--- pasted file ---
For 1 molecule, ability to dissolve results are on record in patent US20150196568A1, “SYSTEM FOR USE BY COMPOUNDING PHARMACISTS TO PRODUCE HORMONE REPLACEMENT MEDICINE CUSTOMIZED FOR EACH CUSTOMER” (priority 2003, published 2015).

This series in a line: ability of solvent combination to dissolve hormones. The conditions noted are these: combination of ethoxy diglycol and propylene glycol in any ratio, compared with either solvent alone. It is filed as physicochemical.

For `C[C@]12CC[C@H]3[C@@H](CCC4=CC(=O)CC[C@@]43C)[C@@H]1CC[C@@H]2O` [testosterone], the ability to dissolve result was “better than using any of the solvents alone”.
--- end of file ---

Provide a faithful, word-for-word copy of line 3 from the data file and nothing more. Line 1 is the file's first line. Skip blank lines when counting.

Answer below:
For `C[C@]12CC[C@H]3[C@@H](CCC4=CC(=O)CC[C@@]43C)[C@@H]1CC[C@@H]2O` [testosterone], the ability to dissolve result was “better than using any of the solvents alone”.